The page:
It’s like, “Maybe we just had more newbs who were getting started, and we can celebrate that,” or maybe, I don’t know where I got that thought. I don’t know.

Caroline Miller
But that was celebrated. Both happened. It’s not either/or, it’s both and. So, the color runs did bring more people in where there were no times. You just had paint thrown at you. That was fun. It did make a lot of people more fun. However, there was a cost at the other end, which was without any real celebrating of elite athletes. I mean, remember I had said this a little earlier, but it still surprises me.

A lot of schools, including my kids’ high school, got rid of valedictorians and any kind of class rankings because it made people feel bad. So, I think that there was a cost on either end. And I’ll say there’s a bad kind of grit that takes shortcuts to get all the glory, that people with really true grit earn because they do the hard work, they slogged through difficulties. I call it faux grit, people who take shortcuts or who lie about their achievements so that they will get other people to admire them.

The most egregious thing I found in my chapter that I wrote about faux grit is the opening to that chapter. And I write about there’s this committee in the US government that exists only to find people who pretend they’re medal of honor winners, only to pretend they’re medal of honor winners. Now this is the highest award given out in the US military, and you only get it for extraordinary valor. It’s so rare. But people buy it on eBay, they buy it at flea markets, and they just want people to think they’re all that, that they have grit.

If you take a shortcut, if you have a fixed mindset, but you want people to think you’re really made of tough stuff, go out of your comfort zone and prove it. You’ll feel better at the end of the day and you’ll have something to build upon that will take you to even better places after that.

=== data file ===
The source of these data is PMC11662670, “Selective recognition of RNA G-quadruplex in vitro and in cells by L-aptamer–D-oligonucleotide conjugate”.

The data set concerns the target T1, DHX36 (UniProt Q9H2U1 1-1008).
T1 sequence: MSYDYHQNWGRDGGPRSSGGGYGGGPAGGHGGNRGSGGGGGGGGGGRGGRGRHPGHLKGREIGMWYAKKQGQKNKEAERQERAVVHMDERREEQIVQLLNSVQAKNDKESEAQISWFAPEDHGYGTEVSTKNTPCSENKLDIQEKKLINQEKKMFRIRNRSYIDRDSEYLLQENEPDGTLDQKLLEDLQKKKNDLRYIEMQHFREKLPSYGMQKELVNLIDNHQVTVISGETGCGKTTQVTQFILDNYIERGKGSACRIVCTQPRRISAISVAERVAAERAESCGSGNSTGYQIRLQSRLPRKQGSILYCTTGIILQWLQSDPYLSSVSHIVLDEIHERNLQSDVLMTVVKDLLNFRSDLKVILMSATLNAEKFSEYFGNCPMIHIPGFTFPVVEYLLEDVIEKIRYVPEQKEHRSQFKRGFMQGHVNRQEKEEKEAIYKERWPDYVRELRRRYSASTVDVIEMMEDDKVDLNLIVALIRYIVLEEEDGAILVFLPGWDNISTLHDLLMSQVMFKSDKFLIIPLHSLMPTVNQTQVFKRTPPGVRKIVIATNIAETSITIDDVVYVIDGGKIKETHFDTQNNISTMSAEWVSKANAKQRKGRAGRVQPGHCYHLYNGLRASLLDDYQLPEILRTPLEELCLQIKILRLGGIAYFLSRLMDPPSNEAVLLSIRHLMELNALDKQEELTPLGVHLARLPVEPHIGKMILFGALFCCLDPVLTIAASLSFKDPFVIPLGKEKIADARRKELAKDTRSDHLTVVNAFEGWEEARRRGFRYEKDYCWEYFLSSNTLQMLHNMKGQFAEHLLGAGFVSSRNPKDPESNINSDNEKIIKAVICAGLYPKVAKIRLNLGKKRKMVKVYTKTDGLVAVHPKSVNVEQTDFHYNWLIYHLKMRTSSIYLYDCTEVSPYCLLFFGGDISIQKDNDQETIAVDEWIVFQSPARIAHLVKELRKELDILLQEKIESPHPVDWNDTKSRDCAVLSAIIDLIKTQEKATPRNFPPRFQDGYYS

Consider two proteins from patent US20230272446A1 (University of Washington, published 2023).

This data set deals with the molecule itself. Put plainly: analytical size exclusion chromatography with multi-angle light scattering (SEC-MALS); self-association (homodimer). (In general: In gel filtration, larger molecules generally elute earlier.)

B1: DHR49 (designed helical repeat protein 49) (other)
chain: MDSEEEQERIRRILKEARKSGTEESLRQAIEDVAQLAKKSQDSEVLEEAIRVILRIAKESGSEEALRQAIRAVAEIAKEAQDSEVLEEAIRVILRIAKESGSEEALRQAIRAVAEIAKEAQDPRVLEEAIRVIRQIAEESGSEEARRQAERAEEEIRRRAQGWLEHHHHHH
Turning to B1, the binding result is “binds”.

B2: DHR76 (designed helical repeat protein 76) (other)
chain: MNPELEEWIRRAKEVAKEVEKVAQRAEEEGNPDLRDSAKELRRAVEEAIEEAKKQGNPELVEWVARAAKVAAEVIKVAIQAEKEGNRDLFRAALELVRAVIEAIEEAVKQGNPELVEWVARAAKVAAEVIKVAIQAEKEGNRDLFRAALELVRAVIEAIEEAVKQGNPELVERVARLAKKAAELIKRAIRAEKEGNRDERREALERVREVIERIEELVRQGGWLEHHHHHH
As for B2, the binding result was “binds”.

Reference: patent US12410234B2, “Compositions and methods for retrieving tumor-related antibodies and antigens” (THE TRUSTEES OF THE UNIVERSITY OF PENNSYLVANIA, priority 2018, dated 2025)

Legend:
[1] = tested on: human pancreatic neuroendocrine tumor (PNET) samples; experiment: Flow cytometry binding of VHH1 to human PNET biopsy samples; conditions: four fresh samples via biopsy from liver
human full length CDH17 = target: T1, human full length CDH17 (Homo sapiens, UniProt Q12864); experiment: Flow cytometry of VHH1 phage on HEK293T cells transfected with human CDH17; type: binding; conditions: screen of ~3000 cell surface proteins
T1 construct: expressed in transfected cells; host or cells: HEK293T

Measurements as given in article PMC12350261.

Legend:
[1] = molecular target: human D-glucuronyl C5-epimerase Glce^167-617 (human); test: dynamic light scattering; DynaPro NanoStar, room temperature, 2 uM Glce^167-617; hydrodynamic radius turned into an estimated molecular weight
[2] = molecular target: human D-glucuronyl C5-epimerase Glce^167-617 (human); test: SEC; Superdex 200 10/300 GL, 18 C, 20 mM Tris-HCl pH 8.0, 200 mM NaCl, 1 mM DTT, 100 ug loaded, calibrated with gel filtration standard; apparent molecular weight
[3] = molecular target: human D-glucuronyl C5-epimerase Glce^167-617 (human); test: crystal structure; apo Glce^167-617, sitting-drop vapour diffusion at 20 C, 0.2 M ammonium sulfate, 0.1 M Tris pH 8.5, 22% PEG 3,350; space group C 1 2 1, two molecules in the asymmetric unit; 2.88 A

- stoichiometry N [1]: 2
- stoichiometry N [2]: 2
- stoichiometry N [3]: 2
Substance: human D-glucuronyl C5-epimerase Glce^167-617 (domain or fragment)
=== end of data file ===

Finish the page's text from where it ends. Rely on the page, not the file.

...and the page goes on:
Pete Mockaitis
Now, I’m all hung up on this medal of honor story. So, there is a governmental committee who, like, hunts down the fakers. And what do they do? Do they prosecute them? What goes down?

Caroline Miller
I don’t think they prosecute them but they strip it off their resumes.

Pete Mockaitis
They just say, “Cut it out, buddy.”

Caroline Miller
I think they fine them. I think you get a stiff fine. And so, I live in Washington, DC, just outside Washington, DC, and there was just a Flight of Valor that came to Washington this week, and it was four medal of honor winners. And, yeah, they were met at the airport with a parade. And when they were on the plane, there was a water cannon salute. This is how people feel about people who throw their bodies on grenades and IEDs.

There was this one helicopter pilot who was honored. In Vietnam, he rescued 73 fellow soldiers under fire. That’s a medal of honor performance. So, I am deeply offended, and I didn’t serve in the military but I am deeply offended that people would try to proclaim that is something they had earned but this is, again, something we’d seen as a result of this, “All have won and all must have prizes.” We’re seeing people faking their PhD research. We’re seeing companies like Enron, for God’s sake.